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June 3, 1933


Author Affiliations

Southern Pines, N. C. Associate Professor of Psychiatry, Duke University School of Medicine

JAMA. 1933;100(22):1792-1793. doi:10.1001/jama.1933.02740220058029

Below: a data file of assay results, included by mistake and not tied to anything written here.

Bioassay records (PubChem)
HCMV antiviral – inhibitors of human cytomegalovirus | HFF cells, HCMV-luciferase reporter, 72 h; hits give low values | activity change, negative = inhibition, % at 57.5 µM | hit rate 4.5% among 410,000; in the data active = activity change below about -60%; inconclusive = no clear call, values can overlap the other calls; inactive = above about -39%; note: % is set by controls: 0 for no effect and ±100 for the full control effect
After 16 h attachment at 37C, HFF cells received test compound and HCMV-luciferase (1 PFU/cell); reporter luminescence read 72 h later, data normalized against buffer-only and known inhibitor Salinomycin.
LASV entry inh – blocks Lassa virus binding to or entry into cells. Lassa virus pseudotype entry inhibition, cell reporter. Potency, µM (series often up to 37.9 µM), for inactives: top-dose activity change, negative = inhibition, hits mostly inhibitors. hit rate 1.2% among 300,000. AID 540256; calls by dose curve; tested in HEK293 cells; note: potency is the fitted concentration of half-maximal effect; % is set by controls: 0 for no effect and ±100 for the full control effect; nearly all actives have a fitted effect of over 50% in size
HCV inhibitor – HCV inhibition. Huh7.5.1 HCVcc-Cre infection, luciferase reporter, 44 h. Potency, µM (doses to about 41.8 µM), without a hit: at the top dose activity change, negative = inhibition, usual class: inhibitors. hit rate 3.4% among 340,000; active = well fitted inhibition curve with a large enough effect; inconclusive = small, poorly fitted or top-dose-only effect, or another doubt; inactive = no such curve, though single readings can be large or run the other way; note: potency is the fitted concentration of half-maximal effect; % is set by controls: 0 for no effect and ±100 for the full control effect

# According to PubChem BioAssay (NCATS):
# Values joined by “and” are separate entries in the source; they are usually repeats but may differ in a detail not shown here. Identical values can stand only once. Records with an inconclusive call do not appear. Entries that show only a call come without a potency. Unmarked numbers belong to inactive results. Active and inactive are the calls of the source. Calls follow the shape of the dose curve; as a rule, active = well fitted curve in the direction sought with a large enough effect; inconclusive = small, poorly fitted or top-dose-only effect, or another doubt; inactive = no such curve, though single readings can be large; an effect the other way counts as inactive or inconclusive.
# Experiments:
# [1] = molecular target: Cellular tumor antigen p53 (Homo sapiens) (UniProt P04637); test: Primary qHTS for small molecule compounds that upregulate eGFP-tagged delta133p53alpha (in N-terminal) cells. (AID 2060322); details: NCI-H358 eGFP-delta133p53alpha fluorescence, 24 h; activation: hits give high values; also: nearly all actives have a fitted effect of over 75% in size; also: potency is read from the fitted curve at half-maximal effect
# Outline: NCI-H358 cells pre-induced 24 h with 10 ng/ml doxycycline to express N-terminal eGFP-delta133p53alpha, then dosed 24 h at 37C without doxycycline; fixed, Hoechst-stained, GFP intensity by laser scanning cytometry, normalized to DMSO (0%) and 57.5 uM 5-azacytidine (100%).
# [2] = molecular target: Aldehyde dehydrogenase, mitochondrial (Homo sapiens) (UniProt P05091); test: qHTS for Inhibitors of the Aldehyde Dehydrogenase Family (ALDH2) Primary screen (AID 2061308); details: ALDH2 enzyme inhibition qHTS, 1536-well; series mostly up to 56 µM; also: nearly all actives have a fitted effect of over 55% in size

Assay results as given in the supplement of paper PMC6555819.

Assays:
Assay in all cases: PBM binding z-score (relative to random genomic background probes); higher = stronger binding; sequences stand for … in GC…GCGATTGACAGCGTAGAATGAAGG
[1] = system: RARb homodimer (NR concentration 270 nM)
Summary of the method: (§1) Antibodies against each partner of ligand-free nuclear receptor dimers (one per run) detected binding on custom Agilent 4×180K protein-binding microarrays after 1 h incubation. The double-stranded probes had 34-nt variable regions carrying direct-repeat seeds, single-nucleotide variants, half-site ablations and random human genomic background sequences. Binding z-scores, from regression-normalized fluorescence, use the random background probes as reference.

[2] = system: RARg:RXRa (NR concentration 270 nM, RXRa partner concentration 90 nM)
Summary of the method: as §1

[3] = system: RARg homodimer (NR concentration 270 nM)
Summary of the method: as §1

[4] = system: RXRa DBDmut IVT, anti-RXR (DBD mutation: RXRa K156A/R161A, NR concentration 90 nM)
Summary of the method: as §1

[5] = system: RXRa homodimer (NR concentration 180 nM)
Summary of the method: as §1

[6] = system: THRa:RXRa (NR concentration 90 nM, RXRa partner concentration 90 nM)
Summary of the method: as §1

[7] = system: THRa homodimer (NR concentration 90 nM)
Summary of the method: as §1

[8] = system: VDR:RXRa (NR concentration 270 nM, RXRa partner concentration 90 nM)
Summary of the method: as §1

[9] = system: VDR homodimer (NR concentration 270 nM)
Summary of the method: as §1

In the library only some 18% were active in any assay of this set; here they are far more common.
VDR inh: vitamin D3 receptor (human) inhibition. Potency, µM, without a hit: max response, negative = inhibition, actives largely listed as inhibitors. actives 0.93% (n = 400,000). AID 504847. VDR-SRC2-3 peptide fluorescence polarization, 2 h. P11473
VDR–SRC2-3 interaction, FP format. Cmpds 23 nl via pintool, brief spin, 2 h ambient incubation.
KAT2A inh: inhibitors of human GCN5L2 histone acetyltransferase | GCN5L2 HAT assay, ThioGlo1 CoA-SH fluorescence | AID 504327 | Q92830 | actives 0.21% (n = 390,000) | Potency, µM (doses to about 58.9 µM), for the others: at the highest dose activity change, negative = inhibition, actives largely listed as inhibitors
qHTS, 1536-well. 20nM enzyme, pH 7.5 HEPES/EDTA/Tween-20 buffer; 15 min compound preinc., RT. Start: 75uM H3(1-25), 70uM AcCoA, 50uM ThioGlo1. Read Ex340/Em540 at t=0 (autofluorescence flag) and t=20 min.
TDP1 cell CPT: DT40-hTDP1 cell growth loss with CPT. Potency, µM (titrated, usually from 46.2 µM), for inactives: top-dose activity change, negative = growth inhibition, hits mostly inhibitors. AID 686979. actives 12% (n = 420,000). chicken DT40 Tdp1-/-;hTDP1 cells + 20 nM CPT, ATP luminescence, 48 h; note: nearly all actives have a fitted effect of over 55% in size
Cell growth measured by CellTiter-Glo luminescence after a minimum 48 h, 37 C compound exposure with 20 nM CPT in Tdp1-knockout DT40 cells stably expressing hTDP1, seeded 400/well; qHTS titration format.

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To the Editor:  —The report of the Council on Pharmacy and Chemistry on "Theelin" (The Journal, April 29) fails to stress one serious danger arising from the careless administration of this substance.Many, if not most, of the disturbances of the female sexual cycle are psychogenic in origin: and all such disturbances must have psychic implications. Dysmenorrhea is extremely common in neurotic women, especially in those who have taken refuge from unconscious sexual conflicts by establishing psychic frigidity.Any medicament which tends to increase the somatic sexual urge in such women (and several observers agree that an increase of libido is an effect from "Theelin") must obviously intensify the conflict which is already almost unbearable. When a woman is already struggling against unadmitted autonomic cravings, and, by dint of psychic frigidity and various functional disturbances has succeeded in establishing an uneasy and partial adjustment, the exhibition of an agent that

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